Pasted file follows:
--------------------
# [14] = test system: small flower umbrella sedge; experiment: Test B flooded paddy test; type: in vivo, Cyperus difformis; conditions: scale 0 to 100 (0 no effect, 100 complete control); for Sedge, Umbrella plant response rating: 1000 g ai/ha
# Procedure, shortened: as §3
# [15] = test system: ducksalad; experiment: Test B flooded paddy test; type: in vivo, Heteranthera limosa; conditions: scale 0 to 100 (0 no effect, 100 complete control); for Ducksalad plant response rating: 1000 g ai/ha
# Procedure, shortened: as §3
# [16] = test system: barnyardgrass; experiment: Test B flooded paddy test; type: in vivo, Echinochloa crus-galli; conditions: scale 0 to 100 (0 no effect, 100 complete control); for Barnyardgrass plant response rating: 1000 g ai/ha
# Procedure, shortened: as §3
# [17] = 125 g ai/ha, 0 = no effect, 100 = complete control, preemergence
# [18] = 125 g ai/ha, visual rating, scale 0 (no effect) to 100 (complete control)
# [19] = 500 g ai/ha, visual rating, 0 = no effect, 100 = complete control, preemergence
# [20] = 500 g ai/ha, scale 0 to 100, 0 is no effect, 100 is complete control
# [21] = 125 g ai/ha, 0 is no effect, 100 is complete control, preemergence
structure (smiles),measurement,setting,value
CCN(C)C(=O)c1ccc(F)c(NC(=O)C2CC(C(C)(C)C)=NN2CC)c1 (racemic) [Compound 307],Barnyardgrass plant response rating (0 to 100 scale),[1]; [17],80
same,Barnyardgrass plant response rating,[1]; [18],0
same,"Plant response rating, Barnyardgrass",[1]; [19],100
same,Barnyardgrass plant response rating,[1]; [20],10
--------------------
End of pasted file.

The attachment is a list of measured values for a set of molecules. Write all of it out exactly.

# [14] = test system: small flower umbrella sedge; experiment: Test B flooded paddy test; type: in vivo, Cyperus difformis; conditions: scale 0 to 100 (0 no effect, 100 complete control); for Sedge, Umbrella plant response rating: 1000 g ai/ha
# Procedure, shortened: as §3
# [15] = test system: ducksalad; experiment: Test B flooded paddy test; type: in vivo, Heteranthera limosa; conditions: scale 0 to 100 (0 no effect, 100 complete control); for Ducksalad plant response rating: 1000 g ai/ha
# Procedure, shortened: as §3
# [16] = test system: barnyardgrass; experiment: Test B flooded paddy test; type: in vivo, Echinochloa crus-galli; conditions: scale 0 to 100 (0 no effect, 100 complete control); for Barnyardgrass plant response rating: 1000 g ai/ha
# Procedure, shortened: as §3
# [17] = 125 g ai/ha, 0 = no effect, 100 = complete control, preemergence
# [18] = 125 g ai/ha, visual rating, scale 0 (no effect) to 100 (complete control)
# [19] = 500 g ai/ha, visual rating, 0 = no effect, 100 = complete control, preemergence
# [20] = 500 g ai/ha, scale 0 to 100, 0 is no effect, 100 is complete control
# [21] = 125 g ai/ha, 0 is no effect, 100 is complete control, preemergence
structure (smiles),measurement,setting,value
CCN(C)C(=O)c1ccc(F)c(NC(=O)C2CC(C(C)(C)C)=NN2CC)c1 (racemic) [Compound 307],Barnyardgrass plant response rating (0 to 100 scale),[1]; [17],80
same,Barnyardgrass plant response rating,[1]; [18],0
same,"Plant response rating, Barnyardgrass",[1]; [19],100
same,Barnyardgrass plant response rating,[1]; [20],10